Calvin's Commentary on Hebrews

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Puritanboard Clerk
Calvin, John. Hebrews and I and II Peter. trans. W. B. Johnston, ed. David W. Torrance and Thomas F. Torrance. Grand Rapids: Eerdmans Publishing Company, 1963.

In one sense this commentary gives you everything you expect from Calvin (and for the YRR types, there is very little on predestination). It is wise, judicious, and balanced. In terms of authorship, Calvin does not hold to Pauline authorship (Calvin 1).

Christs’s Anointing

“He was anointed for our sakes, that we might all draw from his fulness. He himself is Christ, we are Christians depending on Him as streams from a fountain” (Comm.1:9).

2:9: “Taste death for everyone.” He did not taste death as an example for us, but “He means that Christ died for us, because He took on Himself our lot and redeemed us from the curse of death.” Calvin leaves open the question of the extent of the atonement.

2:17: “Therefore the apostle teaches that He put on not only human flesh itself, but also all the affections which belong to men.” This needs to be glossed more, but it is highly suggestive for debates about Christ’s human nature.

Relation Between Word and Faith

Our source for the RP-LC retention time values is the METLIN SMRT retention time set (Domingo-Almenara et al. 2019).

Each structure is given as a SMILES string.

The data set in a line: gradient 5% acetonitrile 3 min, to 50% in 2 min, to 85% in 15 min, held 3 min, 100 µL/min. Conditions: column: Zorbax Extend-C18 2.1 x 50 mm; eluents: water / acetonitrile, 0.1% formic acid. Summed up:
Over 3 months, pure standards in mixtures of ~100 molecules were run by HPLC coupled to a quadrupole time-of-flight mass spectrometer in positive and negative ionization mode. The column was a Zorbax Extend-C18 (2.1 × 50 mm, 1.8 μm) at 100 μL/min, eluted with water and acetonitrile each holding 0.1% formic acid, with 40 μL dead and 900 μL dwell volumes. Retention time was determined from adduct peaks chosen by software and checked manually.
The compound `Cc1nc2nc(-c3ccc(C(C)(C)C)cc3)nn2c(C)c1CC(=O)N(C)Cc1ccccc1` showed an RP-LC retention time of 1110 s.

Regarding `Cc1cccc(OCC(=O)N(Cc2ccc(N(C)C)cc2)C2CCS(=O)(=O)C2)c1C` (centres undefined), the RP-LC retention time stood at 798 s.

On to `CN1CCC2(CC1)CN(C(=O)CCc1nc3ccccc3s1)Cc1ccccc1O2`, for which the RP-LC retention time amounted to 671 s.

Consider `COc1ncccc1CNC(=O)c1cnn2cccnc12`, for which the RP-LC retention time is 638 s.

4:2: “It is such that Faith cannot be separated from the Word. On the one hand the Word separated from faith is ineffectual.”


6:4: “There is a twofold fall: one is particular, the other is general.” The apostle is not talking about particular sins, but a complete falling away from the gospel.

The Old Covenant

8:8-9: The Old Covenant is the Mosaic covenant


9:14: “The beginning of true worship is reconciliation.” Calvin does not really develop it, but this is in line with Christ as the new Liturgical minister.

Hebrews 11

11:7: “Faith comes from the promises. “It is founded on them and rests on them.” Soon after, Calvin attacks the Roman notion of implicit faith. “There is no faith without the Word of God.” If faith is tied in some sense (to be glossed another time) with belief, then it is hard to see how implicit faith is possible. Faith has an object.


This is an excellent introduction to Calvin’s commentaries on the New Testament. He gives sufficient attention to the text but never wearies the reader with tedious remarks.
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